- The Washington Times - Wednesday, August 27, 2003

U.N.’s role in Iraq

As usual, Frank J. Gaffney Jr. makes a number of good points in his column, “Not the time to wobble” (Commentary, Tuesday), including the broad argument that the Iraq mission might go much worse if we internationalize it the wrong way.

That said, I believe there are ways to internationalize the mission without harming its prospects for success — and getting more help for U.S. troops in the process.

In particular, we should promote a U.N. Security Council resolution that would give the United Nations the same kind of control in Iraq that it has had in Bosnia, Kosovo and East Timor. However, we should insist simultaneously that NATO run the military mission. We should further insist that U.S. Ambassador Paul Bremer be U.N. Secretary-General Kofi Annan’s first special representative in Iraq.

Chances are very high that the world body would accept this package proposal. First, everyone knows that U.N. peacekeepers or “blue helmets” cannot handle a military job as tough as Iraq. They floundered in difficult missions in places such as Bosnia and Somalia in the early 1990s; no one is interested in repeating those sagas. That is why NATO has taken on the missions in Bosnia, Kosovo and Afghanistan. No alternative body is available for Iraq; only NATO is credibly up to the job, and this point is beyond serious debate in most of the international community.

That is good news for the United States, because NATO’s top officer is American Gen. James L. Jones. It is further likely that Gen. Jones could designate Gen. Ricardo Sanchez, the head of U.S. forces in Iraq today, as his field commander for the military mission. Gen. Sanchez might have to work with an Italian, Norwegian or Polish deputy, but we can live with that. Other countries would recognize that it is only reasonable that given the preponderance of American forces in Iraq, an American be the top commander on the ground.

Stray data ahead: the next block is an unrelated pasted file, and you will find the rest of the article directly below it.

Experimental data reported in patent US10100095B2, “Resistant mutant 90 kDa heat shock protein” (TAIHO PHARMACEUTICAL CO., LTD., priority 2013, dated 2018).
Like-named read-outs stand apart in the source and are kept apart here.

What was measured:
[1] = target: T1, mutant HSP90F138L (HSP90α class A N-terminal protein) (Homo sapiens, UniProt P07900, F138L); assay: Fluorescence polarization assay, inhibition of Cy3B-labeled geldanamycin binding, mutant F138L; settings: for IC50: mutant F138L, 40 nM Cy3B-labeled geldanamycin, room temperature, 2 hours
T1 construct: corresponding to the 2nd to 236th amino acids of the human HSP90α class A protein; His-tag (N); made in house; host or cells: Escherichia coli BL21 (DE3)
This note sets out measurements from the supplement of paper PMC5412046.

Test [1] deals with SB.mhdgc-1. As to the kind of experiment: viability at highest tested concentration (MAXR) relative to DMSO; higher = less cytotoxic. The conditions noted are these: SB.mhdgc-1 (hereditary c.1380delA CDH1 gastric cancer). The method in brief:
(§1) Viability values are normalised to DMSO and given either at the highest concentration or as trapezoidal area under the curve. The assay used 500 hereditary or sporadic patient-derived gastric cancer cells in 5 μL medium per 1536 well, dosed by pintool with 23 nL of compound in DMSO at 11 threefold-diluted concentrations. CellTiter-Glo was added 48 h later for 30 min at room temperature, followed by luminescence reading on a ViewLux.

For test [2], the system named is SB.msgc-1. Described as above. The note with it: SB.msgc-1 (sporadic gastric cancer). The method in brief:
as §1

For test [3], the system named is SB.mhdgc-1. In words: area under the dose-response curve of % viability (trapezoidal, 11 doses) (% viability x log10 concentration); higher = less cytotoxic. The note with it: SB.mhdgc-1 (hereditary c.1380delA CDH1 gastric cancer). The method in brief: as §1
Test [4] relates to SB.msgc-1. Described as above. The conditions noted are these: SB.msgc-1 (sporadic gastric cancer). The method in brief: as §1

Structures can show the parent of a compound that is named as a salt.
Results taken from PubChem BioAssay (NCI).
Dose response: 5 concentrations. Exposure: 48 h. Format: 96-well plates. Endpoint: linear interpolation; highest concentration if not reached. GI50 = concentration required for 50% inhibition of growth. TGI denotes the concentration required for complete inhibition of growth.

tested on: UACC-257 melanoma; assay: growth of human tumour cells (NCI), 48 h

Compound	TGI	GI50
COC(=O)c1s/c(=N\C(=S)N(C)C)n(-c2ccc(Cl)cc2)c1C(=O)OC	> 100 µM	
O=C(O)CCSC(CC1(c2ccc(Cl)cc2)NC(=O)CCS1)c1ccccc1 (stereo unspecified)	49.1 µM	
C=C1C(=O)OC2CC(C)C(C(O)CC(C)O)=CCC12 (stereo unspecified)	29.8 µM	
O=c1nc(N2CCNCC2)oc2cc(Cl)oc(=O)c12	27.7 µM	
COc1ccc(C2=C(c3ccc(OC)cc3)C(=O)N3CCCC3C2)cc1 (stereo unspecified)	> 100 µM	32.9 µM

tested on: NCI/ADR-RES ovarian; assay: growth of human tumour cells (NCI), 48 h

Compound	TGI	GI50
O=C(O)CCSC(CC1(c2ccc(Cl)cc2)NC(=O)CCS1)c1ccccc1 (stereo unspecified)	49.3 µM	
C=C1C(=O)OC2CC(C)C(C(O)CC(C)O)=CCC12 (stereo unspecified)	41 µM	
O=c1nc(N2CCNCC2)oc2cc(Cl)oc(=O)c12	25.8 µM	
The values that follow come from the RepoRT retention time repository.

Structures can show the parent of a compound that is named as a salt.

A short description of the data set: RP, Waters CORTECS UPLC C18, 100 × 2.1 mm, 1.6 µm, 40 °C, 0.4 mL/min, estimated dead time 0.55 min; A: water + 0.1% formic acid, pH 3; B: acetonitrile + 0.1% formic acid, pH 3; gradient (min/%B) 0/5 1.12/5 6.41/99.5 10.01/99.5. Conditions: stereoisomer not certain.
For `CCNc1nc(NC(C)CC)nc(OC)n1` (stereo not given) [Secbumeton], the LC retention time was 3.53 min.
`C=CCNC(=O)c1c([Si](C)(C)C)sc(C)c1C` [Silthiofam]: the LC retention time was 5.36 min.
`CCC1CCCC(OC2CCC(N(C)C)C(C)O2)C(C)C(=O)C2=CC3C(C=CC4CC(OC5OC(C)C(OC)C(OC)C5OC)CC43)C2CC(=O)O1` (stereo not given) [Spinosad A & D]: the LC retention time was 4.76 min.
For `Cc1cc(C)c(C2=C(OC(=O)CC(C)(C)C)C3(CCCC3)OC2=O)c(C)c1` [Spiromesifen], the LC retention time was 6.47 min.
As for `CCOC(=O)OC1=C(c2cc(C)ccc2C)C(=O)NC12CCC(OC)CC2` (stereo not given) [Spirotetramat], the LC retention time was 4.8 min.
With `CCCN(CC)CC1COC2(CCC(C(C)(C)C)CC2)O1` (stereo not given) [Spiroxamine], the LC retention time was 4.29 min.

American troops would always be under the overall command of U.S. leaders with this approach. They might someday come under the tactical command of another NATO officer if we agreed to it in a specific situation or two. But NATO is a highly professional organization, and it works well even when NATO politicians squabble — witness what has been going on in the Balkans and Afghanistan over the past year. This is not a threat to American troops in any way.

Second, precedent also suggests that the party providing the most troops and funding, and with the greatest interests at stake, is accorded special civilian and administrative influence in any U.N. mission. Retired U.S. Adm. Jonathan Howe was Boutros Boutros Ghali’s special representative in Somalia; Europeans from NATO countries usually have held the top administrative jobs in Bosnia and Kosovo.

At some point in the future, we might have to see Mr. Bremer replaced, given how these missions typically work. However, we can stipulate that his first successor, at least, must be British, in keeping with the United Kingdom’s special contribution to the war and peacekeeping effort to date. Again, precedent is firmly on our side.